Things happen. Even more so in our neighborhood. Even more so in the summer time. I remember hearing an ER nurse tell my dad that he new what the weather was like just by the victims brought in to his trauma unit. He works in a big downtown hospital. "When we're over burdened with car accident victims, we know its the rainy season. When there's an abundance of shootings, we know its summertime!" (yes, we only have two seasons here)
Something about low-income neighborhoods not having AC which puts more people on the streets, staying up later, staying out to catch a cool breath of air. Anyways, this theory has been confirmed by a couple of police officers we've talked to, and somehow it seems like every time we've had an incident it happened in the heat of summer.
Last night was a very summery night. All these thoughts and memories and theories were running through my head when dad sent me to help clean up for church tomorrow. There was a pile of electronics that I had to deal with, and I figured sticking them in the new house was the best idea... until I saw that the door to the new house was cracked open. Its not a big deal, cause that happens all the time, but somehow I've got this mental picture of someone looking for a place to bed down or hide out. Its not irrational, because it's happened before, even recently.
I sort of cautiously open the door the rest of the way, and flip on the kitchen light. BUMP Bump bump. OKAY! There's no way I'm walking into that 3500 sq ft empty (I hoped) house by myself, AND there's no way I'm blocking the only exit.
For all my bravado about being able to take care of myself, I was all to quick to ask my older brother to check it out. I felt a little bit silly, but hey. "Um. I heard something."
Apparently he was on the same wave length as me about things happening, because he didn't question or mock me, he just turned right around and found a hockey stick to keep him company while he checked it out. After a minute or so of me telling myself it was a rodent or my imagination, I went to find him. He stood in the doorway, tense, listening. Turning around, he mouthed the words, "There's something upstairs."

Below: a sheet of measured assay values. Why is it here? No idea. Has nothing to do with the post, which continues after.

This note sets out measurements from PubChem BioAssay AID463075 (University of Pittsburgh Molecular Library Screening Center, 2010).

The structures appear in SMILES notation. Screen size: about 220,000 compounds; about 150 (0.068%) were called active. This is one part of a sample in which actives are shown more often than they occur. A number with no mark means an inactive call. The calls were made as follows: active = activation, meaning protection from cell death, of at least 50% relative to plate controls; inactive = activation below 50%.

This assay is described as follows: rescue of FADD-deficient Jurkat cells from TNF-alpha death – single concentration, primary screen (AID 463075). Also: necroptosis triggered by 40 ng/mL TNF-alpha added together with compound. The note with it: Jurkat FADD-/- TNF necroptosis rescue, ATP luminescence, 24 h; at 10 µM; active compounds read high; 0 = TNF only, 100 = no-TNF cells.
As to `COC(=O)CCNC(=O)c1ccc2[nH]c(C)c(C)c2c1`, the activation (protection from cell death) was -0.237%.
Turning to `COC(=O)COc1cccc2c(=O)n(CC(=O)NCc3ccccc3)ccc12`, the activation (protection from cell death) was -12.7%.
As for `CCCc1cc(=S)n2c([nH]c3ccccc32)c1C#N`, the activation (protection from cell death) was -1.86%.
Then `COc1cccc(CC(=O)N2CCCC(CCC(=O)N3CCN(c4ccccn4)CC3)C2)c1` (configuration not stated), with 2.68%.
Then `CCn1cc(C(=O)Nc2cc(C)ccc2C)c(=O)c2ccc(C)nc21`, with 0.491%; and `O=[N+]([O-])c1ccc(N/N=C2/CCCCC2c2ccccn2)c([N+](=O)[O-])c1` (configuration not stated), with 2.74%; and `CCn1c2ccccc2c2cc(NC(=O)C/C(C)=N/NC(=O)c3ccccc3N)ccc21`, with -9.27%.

Again, my commendable bravery came into play. I ran and got dad. He too never questioned me, just jumped up and went to check it out. Two are better than one when confronting a drunk vagrant or a desperate fugitive. Especially when one is armed with a hockey stick. And my dad has jiu jitsu dvd's.
As it turns out, the wind was blowing a door around upstairs. But I learned a couple things, one of them being, I'm not as brave as I think I am.
I resumed cleaning, feeling a little sheepish for running to dad about nothing, and he came in and thanked me for having him check it out. That's when I learned a second thing. My brother and dad are completely trustworthy, and they really feel honored getting to be the protectors. I may have felt like a little child, but that's kinda what it's all about. Jesus said, "Unless you receive the kingdom of God like a little child, you will never enter it." Just like my dad wanted me to run to him, God wants us to take everything to Him, like little children.
I leave you with this. Stop trying to be so grown up about everything. You can't handle life on your own, and whats even better, you don't have to! I read in Isaiah this week that in quietness and trust is our strength. Which means that I was as strong as my brother with his hockey stick and my dad with his mixed martial arts training when I trusted them to take care of the things that went "bump". How much more when we trust our heavenly Father to fight our battles and carry our burdens?